George Hart’s “12-Card Star” and suit permutations.

7 March 2015

When I was at the JMM in San Antonio in January, I was happy to catch a workshop by George Hart:


I went to some great talks at the JMM, but a hands-on, interactive workshop was a nice change of pace in the schedule. Having seen some of George’s artwork before, I couldn’t resist. In the workshop, he taught us to build his sculpture/puzzle which he calls the 12 Card Star. Here’s what mine looked like:


He supplied the necessary materials: 13 decks of cards, all pre-cut (presumably with a band saw), like this:


We each took 13 card from these decks—the 13th, he said, was “just in case something terrible happens.”

He showed us how to put three cards together:


Then he gave us a clue for assembling the star: the symmetry group is the same as that of a …

Wait! Let’s not give that away just yet. Better, let’s have some fun figuring out the symmetry group.

Let’s start by counting how many symmetries there are. There are twelve cards in the star, all identically situated in relation to their neighbors, so that’s already 12 symmetries: given any card, I can move it to the position of my favorite card, which is the one I’ll mark here with a blue line along its fold:


But my favorite card also has one symmetry: I can rotate it 180^\circ, flipping that blue line from end to end around its midpoint, and this gives a symmetry of the whole star. (Actually, this symmetry is slightly spoiled since I drew the five of hearts: that heart right in the middle of the card isn’t symmetric under a 180^\circ rotation, but never mind that. This would be better if I had drawn a better card, say the two of hearts, or the five of diamonds.)

So there are 12\times 2 = 24 symmetries in total, and we’re looking for a group of order 24. Since 24 = 4!, the most obvious guess is the group of permutations of a 4-element set. Is it that? If so, then it would be nice to have a concrete isomorphism.

By a concrete isomorphism, I mean a specific 4-element set such that a permutation of that set corresponds uniquely to a symmetry of the 12-card star. Where do we get such a 4-element set? Well, since there are conveniently four card suits, let’s get a specific isomorphism between the symmetry group of Hart’s star and the group of permutations of the set


At the workshop, each participant got all identical cards, as you can see in the picture of mine. But if I could choose, I’d use a deck with three 2’s of each suit:


From this deck, there is an essentially unique way to build a 12-Card Star so that the isomorphism between the symmetry group and the group of permutations of suits becomes obvious! The proof is `constructive,’ in that to really convince yourself you might need to construct such a 12-card star. You can cut cards using the template on George’s website. He’s also got some instructions there. But here I’ll tell you some stuff about the case with the deck of twelve 2’s. % and from these it will be clear that (if you succeed) your star will have the desired properties.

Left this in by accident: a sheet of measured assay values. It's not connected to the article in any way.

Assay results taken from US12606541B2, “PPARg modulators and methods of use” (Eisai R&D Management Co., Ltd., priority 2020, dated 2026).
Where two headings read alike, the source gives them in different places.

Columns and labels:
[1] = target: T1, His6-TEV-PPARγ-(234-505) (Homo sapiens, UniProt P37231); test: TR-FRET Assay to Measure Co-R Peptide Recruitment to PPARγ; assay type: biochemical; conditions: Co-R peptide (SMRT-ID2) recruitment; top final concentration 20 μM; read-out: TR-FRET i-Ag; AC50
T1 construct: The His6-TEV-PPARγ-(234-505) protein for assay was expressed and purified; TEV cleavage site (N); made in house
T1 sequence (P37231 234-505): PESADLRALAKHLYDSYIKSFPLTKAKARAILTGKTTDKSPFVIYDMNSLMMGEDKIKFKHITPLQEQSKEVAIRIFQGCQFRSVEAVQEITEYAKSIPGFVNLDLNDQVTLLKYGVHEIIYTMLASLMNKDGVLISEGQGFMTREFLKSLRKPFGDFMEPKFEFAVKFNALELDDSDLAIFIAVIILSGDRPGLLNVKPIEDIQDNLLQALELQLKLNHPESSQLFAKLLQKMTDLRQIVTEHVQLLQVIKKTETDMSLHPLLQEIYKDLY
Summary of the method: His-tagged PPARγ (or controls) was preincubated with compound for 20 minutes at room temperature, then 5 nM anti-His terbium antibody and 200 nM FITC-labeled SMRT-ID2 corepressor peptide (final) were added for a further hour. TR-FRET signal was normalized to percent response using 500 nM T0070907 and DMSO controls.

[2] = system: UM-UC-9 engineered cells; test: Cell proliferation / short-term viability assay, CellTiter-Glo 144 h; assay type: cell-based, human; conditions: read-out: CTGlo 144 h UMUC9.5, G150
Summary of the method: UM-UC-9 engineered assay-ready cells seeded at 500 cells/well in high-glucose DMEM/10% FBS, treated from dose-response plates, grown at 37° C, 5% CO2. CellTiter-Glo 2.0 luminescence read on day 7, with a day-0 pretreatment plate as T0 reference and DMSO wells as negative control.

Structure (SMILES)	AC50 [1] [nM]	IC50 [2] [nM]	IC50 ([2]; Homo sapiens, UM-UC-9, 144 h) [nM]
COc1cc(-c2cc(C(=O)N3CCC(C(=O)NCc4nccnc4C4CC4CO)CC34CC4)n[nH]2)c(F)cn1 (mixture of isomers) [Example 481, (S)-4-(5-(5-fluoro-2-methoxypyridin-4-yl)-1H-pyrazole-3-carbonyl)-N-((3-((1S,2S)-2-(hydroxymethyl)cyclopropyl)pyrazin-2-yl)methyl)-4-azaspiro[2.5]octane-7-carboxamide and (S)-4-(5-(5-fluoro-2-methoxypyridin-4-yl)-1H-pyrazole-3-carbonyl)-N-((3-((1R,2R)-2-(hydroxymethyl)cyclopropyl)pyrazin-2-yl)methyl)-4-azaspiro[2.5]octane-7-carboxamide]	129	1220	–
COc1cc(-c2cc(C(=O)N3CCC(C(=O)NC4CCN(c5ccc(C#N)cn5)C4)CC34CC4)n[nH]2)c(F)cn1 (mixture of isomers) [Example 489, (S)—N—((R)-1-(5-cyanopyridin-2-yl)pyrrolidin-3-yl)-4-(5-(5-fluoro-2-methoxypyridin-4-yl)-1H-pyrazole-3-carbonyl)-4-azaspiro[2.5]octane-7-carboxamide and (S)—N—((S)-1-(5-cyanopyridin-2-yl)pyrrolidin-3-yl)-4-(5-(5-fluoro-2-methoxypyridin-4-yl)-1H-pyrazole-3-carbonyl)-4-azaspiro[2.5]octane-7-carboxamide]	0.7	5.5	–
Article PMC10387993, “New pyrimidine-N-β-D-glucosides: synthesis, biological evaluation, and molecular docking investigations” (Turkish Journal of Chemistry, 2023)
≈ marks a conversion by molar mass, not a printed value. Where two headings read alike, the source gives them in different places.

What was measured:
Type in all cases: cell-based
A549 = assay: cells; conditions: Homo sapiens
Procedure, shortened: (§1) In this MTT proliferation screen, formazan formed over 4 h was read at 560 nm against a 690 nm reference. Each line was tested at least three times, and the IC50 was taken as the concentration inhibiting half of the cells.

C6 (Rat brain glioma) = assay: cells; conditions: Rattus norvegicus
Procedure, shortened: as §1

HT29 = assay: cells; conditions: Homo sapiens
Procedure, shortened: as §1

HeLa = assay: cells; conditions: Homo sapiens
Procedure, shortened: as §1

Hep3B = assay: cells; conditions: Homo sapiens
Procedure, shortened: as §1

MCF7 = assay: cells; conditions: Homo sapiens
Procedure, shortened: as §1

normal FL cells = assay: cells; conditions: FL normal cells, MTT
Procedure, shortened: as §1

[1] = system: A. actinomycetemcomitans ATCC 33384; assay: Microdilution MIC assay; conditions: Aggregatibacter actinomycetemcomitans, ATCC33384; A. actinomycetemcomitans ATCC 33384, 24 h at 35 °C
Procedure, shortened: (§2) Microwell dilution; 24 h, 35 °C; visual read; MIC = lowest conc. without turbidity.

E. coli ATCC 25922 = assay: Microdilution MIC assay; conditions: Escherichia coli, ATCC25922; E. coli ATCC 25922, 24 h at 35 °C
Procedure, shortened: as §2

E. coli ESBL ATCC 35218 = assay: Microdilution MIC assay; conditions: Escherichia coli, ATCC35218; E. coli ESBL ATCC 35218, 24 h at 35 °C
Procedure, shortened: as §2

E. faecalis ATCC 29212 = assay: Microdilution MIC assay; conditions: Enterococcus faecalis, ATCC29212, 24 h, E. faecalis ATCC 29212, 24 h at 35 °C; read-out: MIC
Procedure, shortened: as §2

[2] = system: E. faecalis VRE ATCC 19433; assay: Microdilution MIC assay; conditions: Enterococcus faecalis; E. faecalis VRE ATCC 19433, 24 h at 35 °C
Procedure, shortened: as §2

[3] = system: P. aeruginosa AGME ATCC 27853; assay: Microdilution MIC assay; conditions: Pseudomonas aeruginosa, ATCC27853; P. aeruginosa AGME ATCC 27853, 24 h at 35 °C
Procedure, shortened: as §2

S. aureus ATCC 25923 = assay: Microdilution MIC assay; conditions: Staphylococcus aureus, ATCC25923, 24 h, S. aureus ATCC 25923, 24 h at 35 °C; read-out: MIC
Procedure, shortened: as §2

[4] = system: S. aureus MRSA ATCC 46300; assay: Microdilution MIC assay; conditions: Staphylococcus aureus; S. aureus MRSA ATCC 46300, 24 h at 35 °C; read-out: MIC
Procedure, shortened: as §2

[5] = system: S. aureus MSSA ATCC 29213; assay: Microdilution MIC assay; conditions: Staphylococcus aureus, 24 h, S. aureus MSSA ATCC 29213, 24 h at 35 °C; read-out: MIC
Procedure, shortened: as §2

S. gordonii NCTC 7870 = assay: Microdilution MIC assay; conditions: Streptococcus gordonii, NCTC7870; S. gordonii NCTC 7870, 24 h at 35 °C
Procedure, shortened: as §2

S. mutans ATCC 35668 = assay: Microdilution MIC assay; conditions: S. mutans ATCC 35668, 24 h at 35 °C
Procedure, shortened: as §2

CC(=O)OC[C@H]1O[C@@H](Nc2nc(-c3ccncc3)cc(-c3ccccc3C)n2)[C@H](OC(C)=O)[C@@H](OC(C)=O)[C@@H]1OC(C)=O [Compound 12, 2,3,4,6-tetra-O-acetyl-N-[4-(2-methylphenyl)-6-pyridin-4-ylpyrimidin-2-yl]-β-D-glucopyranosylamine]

First notice that there are places where four cards come together, like this:


In fact, there are six such places—call these the six 4-fold rotation points—and it’s no coincidence that six is also the number of cyclic orderings of card suits:


Now, out of the deck of twelve 2’s, I claim you can build a 12-card star so that each of these cyclic orderings appears at one 4-fold rotation point, and that you can do it in an essentially unique way.

This should be enough information to build such a 12-card star. If you do, then you can check the isomorphism. Think up an permutation of the set of suits, like this one:

suitpermand check that you can rotate your 12-card star in such a way that all of the suit symbols on all of the cards in the 12-card star are permuted in that way.  The rest follows by counting.

Sometime I should get hold of the right cards to actually build one like this.

Of course, there are other ways to figure out the symmetry group. What George Hart actually told us during the workshop was not that the symmetry group was the permutation group on 4 elements, but rather that the symmetry group was the same as that of the cube. One way to see this is by figuring out what the `convex hull’ of the 12-card star is. The convex hull of an object in Euclidean space is just the smallest convex shape that the object can fit in. Here it is: